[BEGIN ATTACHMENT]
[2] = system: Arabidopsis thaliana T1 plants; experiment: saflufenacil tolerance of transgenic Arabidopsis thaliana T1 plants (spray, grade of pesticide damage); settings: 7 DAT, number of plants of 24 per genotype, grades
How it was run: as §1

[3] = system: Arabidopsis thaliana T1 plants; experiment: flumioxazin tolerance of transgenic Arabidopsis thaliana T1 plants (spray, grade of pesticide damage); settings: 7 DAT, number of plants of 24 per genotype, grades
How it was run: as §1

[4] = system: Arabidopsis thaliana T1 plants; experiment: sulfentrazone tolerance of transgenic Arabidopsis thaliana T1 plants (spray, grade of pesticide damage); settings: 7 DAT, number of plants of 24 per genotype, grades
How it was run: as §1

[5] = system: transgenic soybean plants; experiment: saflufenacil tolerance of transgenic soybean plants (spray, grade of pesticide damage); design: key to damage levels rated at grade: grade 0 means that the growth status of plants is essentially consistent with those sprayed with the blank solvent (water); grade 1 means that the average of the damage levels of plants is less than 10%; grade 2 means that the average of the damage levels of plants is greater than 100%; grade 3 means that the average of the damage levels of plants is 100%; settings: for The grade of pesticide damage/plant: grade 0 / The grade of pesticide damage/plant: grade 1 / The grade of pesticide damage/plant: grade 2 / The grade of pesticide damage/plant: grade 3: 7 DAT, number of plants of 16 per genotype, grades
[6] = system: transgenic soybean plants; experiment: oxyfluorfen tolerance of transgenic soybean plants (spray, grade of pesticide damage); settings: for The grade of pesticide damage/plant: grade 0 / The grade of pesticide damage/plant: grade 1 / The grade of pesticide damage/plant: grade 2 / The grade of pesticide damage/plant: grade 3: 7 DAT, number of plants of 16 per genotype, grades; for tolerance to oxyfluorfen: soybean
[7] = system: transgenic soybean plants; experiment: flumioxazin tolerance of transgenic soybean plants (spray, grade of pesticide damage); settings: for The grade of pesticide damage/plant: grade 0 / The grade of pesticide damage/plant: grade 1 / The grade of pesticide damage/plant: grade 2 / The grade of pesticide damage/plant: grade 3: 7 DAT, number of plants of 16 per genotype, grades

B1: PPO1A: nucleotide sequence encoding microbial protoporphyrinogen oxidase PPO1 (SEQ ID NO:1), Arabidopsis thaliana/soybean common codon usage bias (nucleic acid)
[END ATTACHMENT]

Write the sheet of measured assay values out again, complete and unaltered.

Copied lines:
[2] = system: Arabidopsis thaliana T1 plants; experiment: saflufenacil tolerance of transgenic Arabidopsis thaliana T1 plants (spray, grade of pesticide damage); settings: 7 DAT, number of plants of 24 per genotype, grades
How it was run: as §1

[3] = system: Arabidopsis thaliana T1 plants; experiment: flumioxazin tolerance of transgenic Arabidopsis thaliana T1 plants (spray, grade of pesticide damage); settings: 7 DAT, number of plants of 24 per genotype, grades
How it was run: as §1

[4] = system: Arabidopsis thaliana T1 plants; experiment: sulfentrazone tolerance of transgenic Arabidopsis thaliana T1 plants (spray, grade of pesticide damage); settings: 7 DAT, number of plants of 24 per genotype, grades
How it was run: as §1

[5] = system: transgenic soybean plants; experiment: saflufenacil tolerance of transgenic soybean plants (spray, grade of pesticide damage); design: key to damage levels rated at grade: grade 0 means that the growth status of plants is essentially consistent with those sprayed with the blank solvent (water); grade 1 means that the average of the damage levels of plants is less than 10%; grade 2 means that the average of the damage levels of plants is greater than 100%; grade 3 means that the average of the damage levels of plants is 100%; settings: for The grade of pesticide damage/plant: grade 0 / The grade of pesticide damage/plant: grade 1 / The grade of pesticide damage/plant: grade 2 / The grade of pesticide damage/plant: grade 3: 7 DAT, number of plants of 16 per genotype, grades
[6] = system: transgenic soybean plants; experiment: oxyfluorfen tolerance of transgenic soybean plants (spray, grade of pesticide damage); settings: for The grade of pesticide damage/plant: grade 0 / The grade of pesticide damage/plant: grade 1 / The grade of pesticide damage/plant: grade 2 / The grade of pesticide damage/plant: grade 3: 7 DAT, number of plants of 16 per genotype, grades; for tolerance to oxyfluorfen: soybean
[7] = system: transgenic soybean plants; experiment: flumioxazin tolerance of transgenic soybean plants (spray, grade of pesticide damage); settings: for The grade of pesticide damage/plant: grade 0 / The grade of pesticide damage/plant: grade 1 / The grade of pesticide damage/plant: grade 2 / The grade of pesticide damage/plant: grade 3: 7 DAT, number of plants of 16 per genotype, grades

B1: PPO1A: nucleotide sequence encoding microbial protoporphyrinogen oxidase PPO1 (SEQ ID NO:1), Arabidopsis thaliana/soybean common codon usage bias (nucleic acid)